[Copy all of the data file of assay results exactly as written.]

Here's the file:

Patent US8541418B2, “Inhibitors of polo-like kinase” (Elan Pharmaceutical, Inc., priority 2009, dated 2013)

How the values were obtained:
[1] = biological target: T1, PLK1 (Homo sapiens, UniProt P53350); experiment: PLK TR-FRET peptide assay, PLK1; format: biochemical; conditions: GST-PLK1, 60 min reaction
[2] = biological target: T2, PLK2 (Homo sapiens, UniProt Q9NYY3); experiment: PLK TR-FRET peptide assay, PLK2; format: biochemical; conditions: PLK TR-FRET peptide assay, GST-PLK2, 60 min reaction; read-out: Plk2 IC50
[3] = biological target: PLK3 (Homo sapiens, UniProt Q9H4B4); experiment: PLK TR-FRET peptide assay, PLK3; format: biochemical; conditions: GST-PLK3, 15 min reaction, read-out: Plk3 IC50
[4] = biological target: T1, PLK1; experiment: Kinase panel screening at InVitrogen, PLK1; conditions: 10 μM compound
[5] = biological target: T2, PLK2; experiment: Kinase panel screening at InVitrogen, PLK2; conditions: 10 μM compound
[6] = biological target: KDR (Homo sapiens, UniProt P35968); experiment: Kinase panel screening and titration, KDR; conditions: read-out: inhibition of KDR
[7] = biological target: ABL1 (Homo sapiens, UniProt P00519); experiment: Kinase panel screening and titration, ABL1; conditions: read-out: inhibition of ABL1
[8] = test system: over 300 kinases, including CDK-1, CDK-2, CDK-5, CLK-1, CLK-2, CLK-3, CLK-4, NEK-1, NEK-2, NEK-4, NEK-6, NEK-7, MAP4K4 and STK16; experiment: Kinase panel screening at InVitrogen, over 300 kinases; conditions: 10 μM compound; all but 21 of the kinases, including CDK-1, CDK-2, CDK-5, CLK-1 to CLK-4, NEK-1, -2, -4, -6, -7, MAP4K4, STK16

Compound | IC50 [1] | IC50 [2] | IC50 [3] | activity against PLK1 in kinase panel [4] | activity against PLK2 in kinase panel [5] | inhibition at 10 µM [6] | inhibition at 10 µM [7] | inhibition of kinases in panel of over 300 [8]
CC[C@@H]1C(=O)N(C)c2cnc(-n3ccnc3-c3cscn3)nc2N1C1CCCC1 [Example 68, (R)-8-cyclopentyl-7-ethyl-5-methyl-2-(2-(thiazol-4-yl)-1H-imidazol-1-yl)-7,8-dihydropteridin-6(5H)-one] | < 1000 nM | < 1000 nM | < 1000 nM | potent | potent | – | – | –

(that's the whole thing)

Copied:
Patent US8541418B2, “Inhibitors of polo-like kinase” (Elan Pharmaceutical, Inc., priority 2009, dated 2013)

How the values were obtained:
[1] = biological target: T1, PLK1 (Homo sapiens, UniProt P53350); experiment: PLK TR-FRET peptide assay, PLK1; format: biochemical; conditions: GST-PLK1, 60 min reaction
[2] = biological target: T2, PLK2 (Homo sapiens, UniProt Q9NYY3); experiment: PLK TR-FRET peptide assay, PLK2; format: biochemical; conditions: PLK TR-FRET peptide assay, GST-PLK2, 60 min reaction; read-out: Plk2 IC50
[3] = biological target: PLK3 (Homo sapiens, UniProt Q9H4B4); experiment: PLK TR-FRET peptide assay, PLK3; format: biochemical; conditions: GST-PLK3, 15 min reaction, read-out: Plk3 IC50
[4] = biological target: T1, PLK1; experiment: Kinase panel screening at InVitrogen, PLK1; conditions: 10 μM compound
[5] = biological target: T2, PLK2; experiment: Kinase panel screening at InVitrogen, PLK2; conditions: 10 μM compound
[6] = biological target: KDR (Homo sapiens, UniProt P35968); experiment: Kinase panel screening and titration, KDR; conditions: read-out: inhibition of KDR
[7] = biological target: ABL1 (Homo sapiens, UniProt P00519); experiment: Kinase panel screening and titration, ABL1; conditions: read-out: inhibition of ABL1
[8] = test system: over 300 kinases, including CDK-1, CDK-2, CDK-5, CLK-1, CLK-2, CLK-3, CLK-4, NEK-1, NEK-2, NEK-4, NEK-6, NEK-7, MAP4K4 and STK16; experiment: Kinase panel screening at InVitrogen, over 300 kinases; conditions: 10 μM compound; all but 21 of the kinases, including CDK-1, CDK-2, CDK-5, CLK-1 to CLK-4, NEK-1, -2, -4, -6, -7, MAP4K4, STK16

Compound | IC50 [1] | IC50 [2] | IC50 [3] | activity against PLK1 in kinase panel [4] | activity against PLK2 in kinase panel [5] | inhibition at 10 µM [6] | inhibition at 10 µM [7] | inhibition of kinases in panel of over 300 [8]
CC[C@@H]1C(=O)N(C)c2cnc(-n3ccnc3-c3cscn3)nc2N1C1CCCC1 [Example 68, (R)-8-cyclopentyl-7-ethyl-5-methyl-2-(2-(thiazol-4-yl)-1H-imidazol-1-yl)-7,8-dihydropteridin-6(5H)-one] | < 1000 nM | < 1000 nM | < 1000 nM | potent | potent | – | – | –